I didn’t get a lot done on the actual build today, although I did get a TON of administrative tasks done for my electrical system.
First off, I’m going to reiterate the emphasis and importance that I place on the electrical system. Finalizing significant portions of the electrical system may definitely not be as sexy as seeing significant portions of the plane go together, but it in my opinion it is critical for many reasons. First, if the airplane is an aerodynamic housing for these systems, it makes sense to me to know how these electro-whizzies are going to FIT inside the housing before the housing is completed! Second, it is infinitely easier to work on fitting those electro-whizzies into place before the housing (eg fuselage, strakes, nose, etc.) is completed. In addition, it’s nice to be able to track the weight of these components, instruments & avionics to allow for a weight cost-to-benefit analysis of each specific component. There are at least 2 electrical components (StrikeFinder & fuel vapor sensor) that I’ve eliminated from my system simply because the cost in weight to have these installed is simply too high compared to the operational benefit that they currently provide. Finally, I think it’s critical to know what the current draw is for entire system and each of the primary sub-components of the system. Obviously it’s impossible to have any current analysis on hand if the decisions on which components will be used haven’t been made. Clearly just dumping a bunch of components together into the ship, even if they are wired up correctly, won’t cut it from a systems standpoint. For me it’s simple: Better to know all this now AS I construct the airplane rather than later . . . and yes, that’s just my opinion.
Looking forward to after the airplane is flying, with aerodynamics ascertained and airframe structurally integrity verified, then the lion’s share of importance is placed on OPERATING the aircraft. Operating the aircraft relies on electrical systems, and requires those systems and components be optimized and working correctly. Of course there will always be a need for fine-tuning these electrical components and a good ability to troubleshoot them as well. In short: effective & efficient troubleshooting comes down to thorough & meticulous system documentation. This holds especially true later on down the road when equipment upgrades, swap outs, additions or even removal is wanted or required.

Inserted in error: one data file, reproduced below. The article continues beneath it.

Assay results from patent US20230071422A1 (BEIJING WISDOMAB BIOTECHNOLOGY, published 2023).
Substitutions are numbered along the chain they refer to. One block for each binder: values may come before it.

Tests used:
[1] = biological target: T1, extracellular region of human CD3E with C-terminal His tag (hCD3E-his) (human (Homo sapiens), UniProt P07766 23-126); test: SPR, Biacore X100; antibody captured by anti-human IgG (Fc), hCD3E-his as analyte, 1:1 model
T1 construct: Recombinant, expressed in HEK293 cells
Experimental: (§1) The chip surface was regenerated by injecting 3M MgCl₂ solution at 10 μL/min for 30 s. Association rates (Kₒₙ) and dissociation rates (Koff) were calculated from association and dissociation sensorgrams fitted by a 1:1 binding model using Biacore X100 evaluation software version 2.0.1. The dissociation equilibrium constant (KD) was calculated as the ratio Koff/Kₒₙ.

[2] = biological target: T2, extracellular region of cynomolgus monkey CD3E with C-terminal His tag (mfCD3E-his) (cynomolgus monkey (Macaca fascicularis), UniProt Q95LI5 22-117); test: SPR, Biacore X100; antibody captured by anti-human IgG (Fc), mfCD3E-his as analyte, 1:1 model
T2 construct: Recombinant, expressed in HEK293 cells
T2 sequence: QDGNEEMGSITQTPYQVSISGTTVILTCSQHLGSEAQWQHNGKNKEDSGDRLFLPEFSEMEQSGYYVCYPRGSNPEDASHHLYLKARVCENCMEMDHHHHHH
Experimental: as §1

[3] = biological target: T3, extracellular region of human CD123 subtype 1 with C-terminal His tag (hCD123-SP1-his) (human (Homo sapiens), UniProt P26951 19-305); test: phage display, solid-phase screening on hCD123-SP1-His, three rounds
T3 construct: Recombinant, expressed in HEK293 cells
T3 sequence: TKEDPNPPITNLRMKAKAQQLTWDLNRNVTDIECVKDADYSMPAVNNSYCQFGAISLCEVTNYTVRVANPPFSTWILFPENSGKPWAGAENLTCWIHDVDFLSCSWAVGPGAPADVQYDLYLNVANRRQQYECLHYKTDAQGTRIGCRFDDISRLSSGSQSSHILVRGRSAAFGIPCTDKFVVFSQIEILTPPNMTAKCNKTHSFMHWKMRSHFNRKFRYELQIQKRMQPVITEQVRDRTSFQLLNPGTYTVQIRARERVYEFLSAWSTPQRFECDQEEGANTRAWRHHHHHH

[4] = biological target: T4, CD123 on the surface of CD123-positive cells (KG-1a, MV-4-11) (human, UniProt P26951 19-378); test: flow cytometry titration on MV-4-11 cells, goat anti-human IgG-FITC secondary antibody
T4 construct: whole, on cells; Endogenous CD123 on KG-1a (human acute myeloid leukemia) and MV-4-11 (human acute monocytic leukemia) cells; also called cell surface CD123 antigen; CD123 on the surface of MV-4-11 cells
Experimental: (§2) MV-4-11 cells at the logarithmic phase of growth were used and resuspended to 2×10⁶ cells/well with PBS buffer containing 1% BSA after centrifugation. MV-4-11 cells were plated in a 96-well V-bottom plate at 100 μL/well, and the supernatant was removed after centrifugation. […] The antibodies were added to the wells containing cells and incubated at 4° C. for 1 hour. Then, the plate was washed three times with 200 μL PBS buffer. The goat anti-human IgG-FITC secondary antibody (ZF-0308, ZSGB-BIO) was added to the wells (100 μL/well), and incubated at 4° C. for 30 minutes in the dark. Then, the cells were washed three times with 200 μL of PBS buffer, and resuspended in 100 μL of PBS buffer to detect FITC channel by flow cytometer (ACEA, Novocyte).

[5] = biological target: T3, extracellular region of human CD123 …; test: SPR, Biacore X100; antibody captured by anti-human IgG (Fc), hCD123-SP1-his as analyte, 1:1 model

I’ve seen a firsthand example of what a royal PITA it can be when system documentation is not on hand and you’re trying to troubleshoot, understand and/or upgrade your aircraft electrical system components. Specifically on my buddy Marco’s recently acquired already-built Long-EZ. I spoke with Terry Lamp, the builder of Marco’s Long-EZ, at Rough River about the lack of electrical system documentation. Terry had created a whole slew of electrical system diagrams & documents for the airplane, but gave it to the new (2nd) owner when the new owner bought the plane. However, somewhere/somehow the second owner never transferred the electrical system info to owner #3. Fast forward to Marco as owner #4, and he’s sitting there doing a LOT of head scratching to figure what was done, installed, modified, etc. on the electrical system. Understandably not Marco’s fault at all, but clearly not a lot of fun. The bottom line is I plan NOT to be an aircraft owner that doesn’t have an in-depth ability to quickly assess, analyze and identify an electrical system problem due to a lack of good documentation (ala owner #2!).
Ok, with all that said (yes, rant over & off soap box!) . . . I spent quite a few hours today updating my electrical system diagrams & annotating them to reflect what was actually wired on the Triparagon. In addition, I also deconflicted a number of grounding positions, and consolidated a few ground paths as well. At times this took digging back through the manuals, and certainly involved cross-referencing and updating a bunch of my different wiring diagrams to ensure they all told the same story. In addition, I annotated the nearly 50 wire label codes I printed out into my wire label tracking spreadsheet. Finally, I really can see how finalizing the Triparagon wiring, which I’ll estimate at a good 30% of the overall aircraft wiring, really helps in synching the remaining wiring pinouts, grounds and wiring circuits in playing well together.
Tomorrow I’ll get back to the physical tasks of build, but today was definitely good for keeping my electrical system documentation up to speed.